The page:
Porter Square

By Eric Twardzik

Humbler than Harvard and less trendy than Davis, Porter Square can get lost between its more famous neighbors. But don’t let the shopping mall fool you: This eclectic neighborhood boasts culinary charms (and parking spots!) aplenty.

If you’re not a Porter Square local, you may begin viewing its denizens with serious bagel envy after a stop at Bagelsaurus. The tiny shop serves up airy, crackly-skinned bagels born from a decades-old sourdough starter. A wait in line is rewarded with a chance to select a baker’s dozen of varieties such as sea salt and cheddar garlic or go for hearty bagel sandwiches, like the almond butter-banana-honey-bacon T-Rex.

Homemade pasta dishes—like a decadent Pappardelle with Wild Boar—are Giulia’s claim to fame. But that’s not to say other Italian genres are neglected: The dark, inviting space also serves homemade sausages and boozy affogatos. The word is out—reservations can fill up a month in advance. (If you’ll be dining in a big group, ask to sit at the table where cooks roll out pasta during the day.)

Sapporo Ramen

Interior of Sapporo Ramen

The Japanese food court inside Lesley University’s Porter Exchange building is one of Porter Square’s best-kept secrets. Enter and you’ll find folks queuing up beside a wall near the entrance to the food court—that’s the line for Sapporo Ramen. After putting in your time, you’ll be rewarded with huge ramen bowls that hover around $10 and deliver al dente noodles in a porky, creamy broth that somehow feels lighter than most.

Vanilla bean loaf from Hi-Rise Bread Company
Brian Samuels

Family-owned Hi-Rise Bread Company, founded by a former Boston magazine restaurant critic, prides itself on making tarts with local fruits and employing extra-rich European butter in its pastries. More than a dozen varieties of bread are baked in-house each day, and you can get your gluten fix by taking a loaf home or ordering a colorfully named sandwich. A full coffee bar and rustic wooden seating make it a pleasant place to while away an afternoon.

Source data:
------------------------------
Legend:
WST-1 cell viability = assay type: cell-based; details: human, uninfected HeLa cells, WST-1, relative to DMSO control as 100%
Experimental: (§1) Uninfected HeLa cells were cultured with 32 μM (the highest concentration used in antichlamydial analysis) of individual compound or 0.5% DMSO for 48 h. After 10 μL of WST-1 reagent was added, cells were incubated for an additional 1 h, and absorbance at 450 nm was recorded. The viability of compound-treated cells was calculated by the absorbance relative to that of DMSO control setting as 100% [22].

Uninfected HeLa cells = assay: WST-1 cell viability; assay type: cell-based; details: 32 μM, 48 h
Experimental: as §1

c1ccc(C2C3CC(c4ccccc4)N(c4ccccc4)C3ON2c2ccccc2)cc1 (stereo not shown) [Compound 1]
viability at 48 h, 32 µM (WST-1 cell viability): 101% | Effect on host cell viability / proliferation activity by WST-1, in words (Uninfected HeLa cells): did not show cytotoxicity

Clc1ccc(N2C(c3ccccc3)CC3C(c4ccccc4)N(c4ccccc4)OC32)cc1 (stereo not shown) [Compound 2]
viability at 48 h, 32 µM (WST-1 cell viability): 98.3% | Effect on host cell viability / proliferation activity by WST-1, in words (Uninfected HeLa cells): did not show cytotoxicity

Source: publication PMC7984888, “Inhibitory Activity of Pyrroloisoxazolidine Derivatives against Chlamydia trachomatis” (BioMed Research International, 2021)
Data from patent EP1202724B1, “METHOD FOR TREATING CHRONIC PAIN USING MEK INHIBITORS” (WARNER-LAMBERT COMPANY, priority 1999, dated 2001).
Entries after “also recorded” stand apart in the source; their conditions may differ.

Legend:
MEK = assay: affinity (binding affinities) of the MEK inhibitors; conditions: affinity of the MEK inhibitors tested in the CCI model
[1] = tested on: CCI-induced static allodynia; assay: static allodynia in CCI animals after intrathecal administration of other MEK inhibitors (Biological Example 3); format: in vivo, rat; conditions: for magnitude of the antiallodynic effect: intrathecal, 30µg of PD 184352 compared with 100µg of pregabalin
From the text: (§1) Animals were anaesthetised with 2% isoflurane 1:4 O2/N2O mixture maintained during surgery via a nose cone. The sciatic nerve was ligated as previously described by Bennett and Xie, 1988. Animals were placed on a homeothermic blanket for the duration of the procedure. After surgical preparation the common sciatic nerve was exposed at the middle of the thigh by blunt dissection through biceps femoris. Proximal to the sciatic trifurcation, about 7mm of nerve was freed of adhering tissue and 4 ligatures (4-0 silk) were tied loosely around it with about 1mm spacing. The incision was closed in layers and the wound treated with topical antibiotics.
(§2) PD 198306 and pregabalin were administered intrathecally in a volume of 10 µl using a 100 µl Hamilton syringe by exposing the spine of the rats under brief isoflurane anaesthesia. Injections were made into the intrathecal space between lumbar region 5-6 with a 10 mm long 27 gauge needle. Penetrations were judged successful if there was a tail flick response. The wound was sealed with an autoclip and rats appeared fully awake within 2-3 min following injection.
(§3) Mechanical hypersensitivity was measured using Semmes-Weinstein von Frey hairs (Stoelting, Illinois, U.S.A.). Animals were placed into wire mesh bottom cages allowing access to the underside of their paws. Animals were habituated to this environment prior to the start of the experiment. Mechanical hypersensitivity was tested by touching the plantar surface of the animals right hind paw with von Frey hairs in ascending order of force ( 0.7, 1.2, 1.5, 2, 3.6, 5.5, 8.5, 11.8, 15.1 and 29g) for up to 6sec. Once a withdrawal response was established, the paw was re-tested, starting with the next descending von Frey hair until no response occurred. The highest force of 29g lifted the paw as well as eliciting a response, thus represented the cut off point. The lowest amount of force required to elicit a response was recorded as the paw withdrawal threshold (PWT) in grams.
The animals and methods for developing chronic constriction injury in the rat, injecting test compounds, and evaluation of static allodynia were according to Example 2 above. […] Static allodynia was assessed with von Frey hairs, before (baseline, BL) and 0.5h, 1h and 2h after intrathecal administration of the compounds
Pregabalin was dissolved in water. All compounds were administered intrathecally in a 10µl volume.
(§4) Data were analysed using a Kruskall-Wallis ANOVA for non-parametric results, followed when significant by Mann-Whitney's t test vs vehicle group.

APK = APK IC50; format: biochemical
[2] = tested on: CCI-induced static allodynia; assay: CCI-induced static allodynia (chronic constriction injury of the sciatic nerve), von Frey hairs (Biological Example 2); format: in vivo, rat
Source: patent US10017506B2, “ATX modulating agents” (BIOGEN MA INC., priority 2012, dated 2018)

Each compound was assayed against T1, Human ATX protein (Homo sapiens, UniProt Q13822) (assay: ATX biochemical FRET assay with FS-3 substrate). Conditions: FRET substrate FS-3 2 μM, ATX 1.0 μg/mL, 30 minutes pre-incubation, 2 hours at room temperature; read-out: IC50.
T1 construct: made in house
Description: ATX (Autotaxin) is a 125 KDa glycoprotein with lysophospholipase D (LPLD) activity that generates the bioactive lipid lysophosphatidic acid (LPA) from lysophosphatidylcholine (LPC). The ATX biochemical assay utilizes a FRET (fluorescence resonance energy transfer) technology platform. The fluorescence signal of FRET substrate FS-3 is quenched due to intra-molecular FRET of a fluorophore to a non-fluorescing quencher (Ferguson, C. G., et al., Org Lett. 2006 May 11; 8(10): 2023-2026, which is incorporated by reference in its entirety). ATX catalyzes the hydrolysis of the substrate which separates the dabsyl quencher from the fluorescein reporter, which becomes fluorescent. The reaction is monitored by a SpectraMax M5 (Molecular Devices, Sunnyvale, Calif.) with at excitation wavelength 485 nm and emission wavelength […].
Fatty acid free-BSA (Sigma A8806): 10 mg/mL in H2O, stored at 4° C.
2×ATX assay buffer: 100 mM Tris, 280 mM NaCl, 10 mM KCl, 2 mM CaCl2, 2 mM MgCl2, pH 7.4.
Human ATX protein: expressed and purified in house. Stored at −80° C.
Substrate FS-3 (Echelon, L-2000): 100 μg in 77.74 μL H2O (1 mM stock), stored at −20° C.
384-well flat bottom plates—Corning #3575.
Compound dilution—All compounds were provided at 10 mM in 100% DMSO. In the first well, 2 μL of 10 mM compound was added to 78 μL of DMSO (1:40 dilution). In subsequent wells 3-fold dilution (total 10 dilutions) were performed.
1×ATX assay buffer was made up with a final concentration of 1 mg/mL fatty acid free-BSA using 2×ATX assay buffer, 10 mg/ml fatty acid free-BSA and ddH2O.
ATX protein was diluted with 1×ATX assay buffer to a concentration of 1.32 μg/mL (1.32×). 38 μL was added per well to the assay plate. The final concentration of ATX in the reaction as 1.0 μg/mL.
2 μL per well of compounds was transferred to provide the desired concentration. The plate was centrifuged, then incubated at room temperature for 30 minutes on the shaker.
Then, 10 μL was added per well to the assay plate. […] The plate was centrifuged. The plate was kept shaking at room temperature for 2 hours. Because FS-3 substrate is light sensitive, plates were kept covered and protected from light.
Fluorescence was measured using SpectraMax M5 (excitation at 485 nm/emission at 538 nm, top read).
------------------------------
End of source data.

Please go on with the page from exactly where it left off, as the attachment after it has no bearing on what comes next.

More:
Yume Wo Katare’s eternal line, limited hours, and spotty opening days (always check the website calendar first) can make for an daunting first impression. But once you get settled into this eclectic ramen shop, you’ll discover one of the friendliest—if strangest— dining experiences in town. If you order a “free dream,” you’ll be asked to stand and share it with the crowd—presuming you can tear yourself away from a piping hot bowl of fat noodles and a porky, 24-hour broth showered in garlic.

Introducing Dining In Boston

Our debut digital cookbook features 40+ recipes from Boston’s best chefs! A portion from every copy sold goes to a local restaurant relief fund.

Buy Now